The family of Ali Amin Abdullah make unlikely Islamic State supporters – not least because they are from the Shia sect, despised and persecuted by the jihadi militants. In order to survive for two years under the self-proclaimed caliphate in Mosul, however, they did what it took to avoid persecution and likely death at the hands of Isis fighters: they pretended to be Sunni.
For Abdullah, who was repeatedly threatened by gun-wielding militants who were suspicious about his true denomination, this meant more than just words: he signed on for classes at a local Isis-linked religious institute. But his subterfuge proved so successful that, when newly arrived Iraqi government troops came to the family’s home in early November, they accused him and his relatives of collaboration.
After four long and bloody years and countless lives, the battle for the beleaguered city of Aleppo appeared to finally be over on Tuesday.
The rebels, who had fought fiercely for Syria’s second city since seizing control in 2012, in the end agreed to surrender in return for amnesty and the evacuation of remaining civilians.
Under a deal brokered by Russia, which backs the Bashar al-Assad regime, and Turkey, which supports the opposition, those left will be sent to rebel-held countryside outside Aleppo.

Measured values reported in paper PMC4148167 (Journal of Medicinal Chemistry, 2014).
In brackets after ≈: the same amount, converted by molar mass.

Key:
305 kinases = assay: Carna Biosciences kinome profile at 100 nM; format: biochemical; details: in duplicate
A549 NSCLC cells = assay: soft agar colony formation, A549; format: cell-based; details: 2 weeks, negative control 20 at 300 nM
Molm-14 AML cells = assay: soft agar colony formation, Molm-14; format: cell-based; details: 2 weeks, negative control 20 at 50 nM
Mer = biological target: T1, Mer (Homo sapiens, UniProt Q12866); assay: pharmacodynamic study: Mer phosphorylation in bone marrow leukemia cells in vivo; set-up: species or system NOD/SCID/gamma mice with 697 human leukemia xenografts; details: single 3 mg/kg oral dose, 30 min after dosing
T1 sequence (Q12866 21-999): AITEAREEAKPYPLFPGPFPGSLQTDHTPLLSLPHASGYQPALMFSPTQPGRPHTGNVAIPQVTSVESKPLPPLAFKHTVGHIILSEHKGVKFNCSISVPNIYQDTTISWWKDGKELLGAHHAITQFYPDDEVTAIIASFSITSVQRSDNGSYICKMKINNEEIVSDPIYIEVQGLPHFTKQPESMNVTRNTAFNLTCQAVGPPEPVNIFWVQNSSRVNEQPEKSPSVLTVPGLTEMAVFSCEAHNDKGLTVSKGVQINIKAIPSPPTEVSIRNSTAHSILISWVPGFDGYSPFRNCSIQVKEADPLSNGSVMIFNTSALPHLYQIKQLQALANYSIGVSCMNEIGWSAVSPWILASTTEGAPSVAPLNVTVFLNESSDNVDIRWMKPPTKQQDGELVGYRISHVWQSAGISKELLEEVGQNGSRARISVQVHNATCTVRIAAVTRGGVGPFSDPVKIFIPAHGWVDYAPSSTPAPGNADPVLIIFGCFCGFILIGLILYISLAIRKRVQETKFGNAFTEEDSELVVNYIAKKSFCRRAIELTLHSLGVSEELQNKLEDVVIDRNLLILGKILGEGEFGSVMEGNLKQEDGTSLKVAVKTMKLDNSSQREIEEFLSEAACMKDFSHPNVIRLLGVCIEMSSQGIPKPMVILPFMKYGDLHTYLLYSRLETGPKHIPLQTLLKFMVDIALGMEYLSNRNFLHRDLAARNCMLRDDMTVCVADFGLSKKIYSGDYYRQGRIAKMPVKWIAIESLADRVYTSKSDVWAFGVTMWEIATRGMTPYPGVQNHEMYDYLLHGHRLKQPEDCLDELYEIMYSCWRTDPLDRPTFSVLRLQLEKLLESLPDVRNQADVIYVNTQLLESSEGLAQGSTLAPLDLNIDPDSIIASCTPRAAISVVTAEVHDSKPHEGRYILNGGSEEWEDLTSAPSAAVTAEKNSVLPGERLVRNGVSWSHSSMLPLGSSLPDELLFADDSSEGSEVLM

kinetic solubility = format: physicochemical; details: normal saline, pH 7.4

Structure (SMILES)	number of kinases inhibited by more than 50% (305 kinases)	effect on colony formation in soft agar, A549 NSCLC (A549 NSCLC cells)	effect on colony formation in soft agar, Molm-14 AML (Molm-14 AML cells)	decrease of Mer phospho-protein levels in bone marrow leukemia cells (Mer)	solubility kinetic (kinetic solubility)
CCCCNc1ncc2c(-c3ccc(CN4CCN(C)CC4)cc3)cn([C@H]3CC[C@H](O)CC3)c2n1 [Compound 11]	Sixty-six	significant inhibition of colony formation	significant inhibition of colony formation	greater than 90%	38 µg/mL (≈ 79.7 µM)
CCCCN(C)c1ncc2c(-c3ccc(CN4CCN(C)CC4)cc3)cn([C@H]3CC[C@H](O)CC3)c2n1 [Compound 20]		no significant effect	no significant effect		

A court in Saudi Arabia has sentenced 15 people to death for spying for Iran.
They were among 32 people – comprising 30 members of the kingdom’s Shia Muslim minority, an Iranian national and an Afghan – put on trial in February.
Prosecutors accused them of treason, setting up a spy ring in collaboration with Iranian intelligence, and passing about sensitive data on military zones.
Tensions between Sunni-ruled Saudi Arabia and Shia-led Iran have escalated in the past year.
In early June, two Iranian-backed Shi’ite militias under the nominal control of the Iraqi government stormed into an Iraqi military airbase north of Baghdad. Driving armored vehicles and wielding rocket launchers, they took over a building on the base.
The Iraqi commander at the base, near the town of Balad, asked the militiamen to leave. But the men ignored him as well as orders from the central government in Baghdad, according to two army officers in the Salahuddin Operation Command, the regional military headquarters.
The June standoff grounded four Iraqi F-16 fighter jets and pushed more than a dozen U.S. contractors – there to help local pilots bomb Islamic State militants – to flee, according to the army officers and an Iraqi military intelligence source.
It also underscored one of the biggest challenges ahead for Iraq.